CHRISTIAN McBRIDE BAND:
With Sci-Fi, Christian McBride has scored his best album since 1996's Number Two Express. The eleven tracks here run the gamut from heartfelt ballads to serious fusion workouts, and all points in between. McBride, who is at home on both acoustic and electric bass, also doubles on keyboards. His core band--Ron Blake (saxes), Shedrick Mitchell (keyboards) and Rodney Green (drums)--and the assorted guest musicians on the CD dive headfirst into the mainly jazz-rock sounds with power and precision.
From the time you hit the play button, highlights abound on the Philadelphia native's latest album. His take on Steely Dan's "Aja" is nothing short of electrifying. Blake and Mitchell turn in inspired solos on the song, and David Gilmore's guitar solo absolutely smokes. "Uhura's Moment Returned" is a combination of the theme from Star Trek and the Oliver Nelson standard, "Stolen Moments." Mitchell shines once again on this tune, soloing effortlessly over McBride's walking bass line. After an acoustic bass solo, McBride is rejoined by the rest of the band on the song's theme.
"Xerxes" is a freeform/fusion workout, featuring Herbie Hancock on piano, and a brilliant acoustic solo by McBride. One of the best tracks on the CD is "Science Fiction." Inspired by the film, The Matrix, the song sounds a lot like Return to Forever, with exceptional musicianship from everyone involved. Bass clarinetist James Carter turns in a particularly sensitive performance on The Police's "Walking on the Moon." McBride carries the melody, with Carter filling in all the spaces, as they turn Sting's reggae classic into a moody, introspective ballad.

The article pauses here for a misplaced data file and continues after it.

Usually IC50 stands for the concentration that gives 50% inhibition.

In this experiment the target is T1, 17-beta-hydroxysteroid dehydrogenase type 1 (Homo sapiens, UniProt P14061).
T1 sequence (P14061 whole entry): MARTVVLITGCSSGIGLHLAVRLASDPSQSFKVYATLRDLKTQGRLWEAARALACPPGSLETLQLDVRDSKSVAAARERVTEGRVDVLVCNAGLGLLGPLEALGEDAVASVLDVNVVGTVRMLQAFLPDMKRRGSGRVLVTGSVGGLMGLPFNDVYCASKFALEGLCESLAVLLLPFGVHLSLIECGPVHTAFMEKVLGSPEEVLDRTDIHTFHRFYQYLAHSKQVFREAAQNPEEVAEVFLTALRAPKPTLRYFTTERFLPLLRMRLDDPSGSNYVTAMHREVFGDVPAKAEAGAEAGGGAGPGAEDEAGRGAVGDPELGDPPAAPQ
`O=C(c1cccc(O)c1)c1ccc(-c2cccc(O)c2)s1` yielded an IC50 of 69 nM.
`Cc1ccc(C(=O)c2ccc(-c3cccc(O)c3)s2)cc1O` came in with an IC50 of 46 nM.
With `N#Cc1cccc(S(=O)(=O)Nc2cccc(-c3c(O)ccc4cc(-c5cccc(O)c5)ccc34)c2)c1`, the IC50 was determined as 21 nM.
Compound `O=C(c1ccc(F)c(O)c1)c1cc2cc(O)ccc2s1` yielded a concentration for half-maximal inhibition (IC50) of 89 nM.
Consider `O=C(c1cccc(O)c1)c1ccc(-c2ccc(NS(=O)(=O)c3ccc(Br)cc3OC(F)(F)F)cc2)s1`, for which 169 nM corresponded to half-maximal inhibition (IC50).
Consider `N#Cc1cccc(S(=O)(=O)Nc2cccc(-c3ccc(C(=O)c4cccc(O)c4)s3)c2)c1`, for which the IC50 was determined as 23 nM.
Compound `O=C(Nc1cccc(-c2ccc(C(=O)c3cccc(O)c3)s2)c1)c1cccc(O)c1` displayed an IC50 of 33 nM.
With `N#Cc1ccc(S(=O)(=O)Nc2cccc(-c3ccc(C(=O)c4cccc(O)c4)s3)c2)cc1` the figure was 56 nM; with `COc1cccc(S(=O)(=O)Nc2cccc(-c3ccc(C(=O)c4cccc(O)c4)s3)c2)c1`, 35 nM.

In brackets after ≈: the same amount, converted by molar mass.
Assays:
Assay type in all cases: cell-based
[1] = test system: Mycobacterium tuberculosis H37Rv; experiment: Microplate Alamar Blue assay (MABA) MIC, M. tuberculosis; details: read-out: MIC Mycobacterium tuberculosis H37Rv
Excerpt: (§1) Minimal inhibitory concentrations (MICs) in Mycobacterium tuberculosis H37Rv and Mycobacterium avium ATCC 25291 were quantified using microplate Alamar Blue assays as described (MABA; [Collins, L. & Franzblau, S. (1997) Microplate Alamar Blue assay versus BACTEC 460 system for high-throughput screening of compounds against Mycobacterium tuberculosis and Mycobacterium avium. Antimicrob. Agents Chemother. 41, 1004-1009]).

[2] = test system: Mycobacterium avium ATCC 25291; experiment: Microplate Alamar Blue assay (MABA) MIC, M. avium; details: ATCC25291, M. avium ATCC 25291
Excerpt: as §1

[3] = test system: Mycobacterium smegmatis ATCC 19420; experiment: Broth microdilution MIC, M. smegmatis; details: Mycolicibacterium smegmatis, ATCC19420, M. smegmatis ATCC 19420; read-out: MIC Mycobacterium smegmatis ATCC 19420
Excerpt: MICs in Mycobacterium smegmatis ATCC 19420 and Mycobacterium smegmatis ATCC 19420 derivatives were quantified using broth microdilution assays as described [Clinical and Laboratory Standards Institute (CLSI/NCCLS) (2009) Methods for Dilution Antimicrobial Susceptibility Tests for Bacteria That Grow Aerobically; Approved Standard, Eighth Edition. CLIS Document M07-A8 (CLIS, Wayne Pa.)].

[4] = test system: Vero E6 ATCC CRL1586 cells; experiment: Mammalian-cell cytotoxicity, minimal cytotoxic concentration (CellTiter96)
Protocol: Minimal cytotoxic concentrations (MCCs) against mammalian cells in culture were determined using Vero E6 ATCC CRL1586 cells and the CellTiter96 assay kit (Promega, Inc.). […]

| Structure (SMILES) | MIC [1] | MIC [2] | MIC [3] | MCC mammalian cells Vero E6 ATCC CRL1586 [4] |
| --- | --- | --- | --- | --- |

McBride pays homage to a number of his bass influences on Sci-Fi. One of the best is his cover of Jaco Pastorius' classic from the Weather Report days, "Havona." Retaining all of its frenetic fury, and then some, this is another of the many highlights on the CD, with a killer solo by McBride and outstanding drumming from Green. The pace slows down a bit on "I Guess I'll Have to Forget." The song features a beautiful Toots Thielemans solo, and shows yet another aspect of the musical talents of this group. "Via Mwandishi" is McBride's personal tribute to Herbie Hancock's seminal fusion group of the 70's. It starts off slow, then gets into some serious funk. The song's bassline is one of the most memorable on the disc.
Simply put, Sci-Fi is one of the best jazz albums of the year. It's sure to garner some new fans for McBride, and keep the existing ones happy as well.
|© 2000 Steve Marshall|